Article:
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HMS Echo hunts down historic ordnance on Baltic operations with Lithuanian Navy

HMS Echo met up with Lithuanian ship LNS Kursis for minehunting operations in the Baltic Sea. Picture: Lithuanian Navy
21 January 2021
Survey ship HMS Echo has been in the Baltic Sea with the Lithuanian navy on operations to hunt for historic ordnance.

The Royal Navy ship was joined by former British Hunt-class minehunter HMS Dulverton which now belongs to the Lithuanian Naval Force as LNS Kursis.

Echo and the mine counter measure vessel worked together on Historical Ordnance Disposal Operations (HODOPS) off the coast of Lithuania. It gave the ships the chance to test their ability to locate and detect munitions lying on the seabed from pre-World War One to the Soviet Era.

The operations also gave Echo and Kursis the chance to carry out Officer of the Watch manoeuvres, showing the skills of both ships’ companies. During this time, they were joined by Lithuanian Air Force search and rescue helicopter 42, a Eurocopter AS365 Dauphin aircraft.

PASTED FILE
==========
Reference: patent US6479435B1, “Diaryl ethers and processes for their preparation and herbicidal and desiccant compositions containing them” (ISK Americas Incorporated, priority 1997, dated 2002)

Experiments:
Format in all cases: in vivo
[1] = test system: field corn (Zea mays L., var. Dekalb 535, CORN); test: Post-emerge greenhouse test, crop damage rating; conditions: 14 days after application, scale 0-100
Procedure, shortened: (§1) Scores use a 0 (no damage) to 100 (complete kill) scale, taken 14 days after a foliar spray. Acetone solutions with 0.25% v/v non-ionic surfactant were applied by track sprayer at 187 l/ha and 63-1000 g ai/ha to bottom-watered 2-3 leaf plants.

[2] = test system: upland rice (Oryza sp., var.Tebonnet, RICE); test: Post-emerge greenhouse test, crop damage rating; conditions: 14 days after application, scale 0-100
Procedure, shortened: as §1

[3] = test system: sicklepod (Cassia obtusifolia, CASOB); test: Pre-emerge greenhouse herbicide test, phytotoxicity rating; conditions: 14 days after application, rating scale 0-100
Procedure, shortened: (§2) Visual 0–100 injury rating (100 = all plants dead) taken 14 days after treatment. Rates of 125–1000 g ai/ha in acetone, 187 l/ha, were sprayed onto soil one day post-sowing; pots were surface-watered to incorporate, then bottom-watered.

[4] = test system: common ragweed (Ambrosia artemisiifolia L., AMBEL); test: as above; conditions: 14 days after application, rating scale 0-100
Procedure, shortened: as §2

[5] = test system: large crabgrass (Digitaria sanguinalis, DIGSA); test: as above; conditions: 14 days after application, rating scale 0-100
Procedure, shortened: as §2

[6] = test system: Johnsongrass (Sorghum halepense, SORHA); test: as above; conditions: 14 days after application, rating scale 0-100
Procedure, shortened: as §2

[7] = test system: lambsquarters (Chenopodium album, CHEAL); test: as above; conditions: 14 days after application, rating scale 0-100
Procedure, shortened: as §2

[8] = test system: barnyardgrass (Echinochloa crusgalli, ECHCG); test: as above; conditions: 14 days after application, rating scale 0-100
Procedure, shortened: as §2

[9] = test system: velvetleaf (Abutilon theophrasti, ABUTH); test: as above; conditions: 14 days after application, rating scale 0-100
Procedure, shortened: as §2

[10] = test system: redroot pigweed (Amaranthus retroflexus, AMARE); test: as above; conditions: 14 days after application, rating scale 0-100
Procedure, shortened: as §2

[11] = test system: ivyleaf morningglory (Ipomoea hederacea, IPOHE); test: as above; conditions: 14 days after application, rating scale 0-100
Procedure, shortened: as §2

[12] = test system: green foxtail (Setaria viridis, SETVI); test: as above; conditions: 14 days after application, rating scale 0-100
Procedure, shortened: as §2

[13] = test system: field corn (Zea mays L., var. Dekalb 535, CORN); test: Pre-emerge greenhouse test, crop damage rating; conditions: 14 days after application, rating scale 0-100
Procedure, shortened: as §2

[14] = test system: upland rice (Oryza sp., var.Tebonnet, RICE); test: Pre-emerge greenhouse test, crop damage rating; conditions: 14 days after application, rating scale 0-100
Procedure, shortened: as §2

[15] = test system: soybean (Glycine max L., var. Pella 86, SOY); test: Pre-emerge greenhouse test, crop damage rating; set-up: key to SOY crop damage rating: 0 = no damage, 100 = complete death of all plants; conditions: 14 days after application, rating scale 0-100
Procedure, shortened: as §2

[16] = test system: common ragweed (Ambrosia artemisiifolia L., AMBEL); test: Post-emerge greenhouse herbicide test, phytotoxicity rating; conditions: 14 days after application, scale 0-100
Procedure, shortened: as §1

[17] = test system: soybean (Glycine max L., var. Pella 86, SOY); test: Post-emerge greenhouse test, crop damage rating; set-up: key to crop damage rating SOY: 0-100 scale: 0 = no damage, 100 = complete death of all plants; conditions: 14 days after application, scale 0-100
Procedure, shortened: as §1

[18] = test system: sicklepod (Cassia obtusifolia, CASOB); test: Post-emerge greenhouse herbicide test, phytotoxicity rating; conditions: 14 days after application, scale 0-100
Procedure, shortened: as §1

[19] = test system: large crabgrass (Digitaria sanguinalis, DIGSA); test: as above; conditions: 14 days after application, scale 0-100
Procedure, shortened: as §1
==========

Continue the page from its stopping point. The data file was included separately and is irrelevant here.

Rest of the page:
It was great to be working side-by-side with such a skilled and professional navy.

Lieutenant Philip Boak, Operations Officer

AB Dillon Thompson, surveyor and quartermaster during the Officer of the Watch manoeuvres, said: “I enjoyed being able to work closely with one of our NATO regional allies. It was an ideal chance to utilise Echo’s equipment and test the interoperability of a MCM and a survey ship.

“It was also good to still be able to work with another navy, despite the restrictions imposed by COVID.”

Lieutenant Philip Boak, Operations Officer, added: “It was great to be working side-by-side with such a skilled and professional navy. It was also a real opportunity to put Echo’s hydrographic equipment to good use.”

Equipped with a hi-tech sonar suite, HMS Echo is used for a variety of operations from gathering oceanography data to supporting submarine operations.

Along with fellow Echo-class ship HMS Enterprise, she carries out work in UK waters and abroad, often working with NATO allies.

Petty Officer Kirsty Warford, survey manager, said: “I was proud of how well the team worked together to produce a credible product in a very short time frame.”

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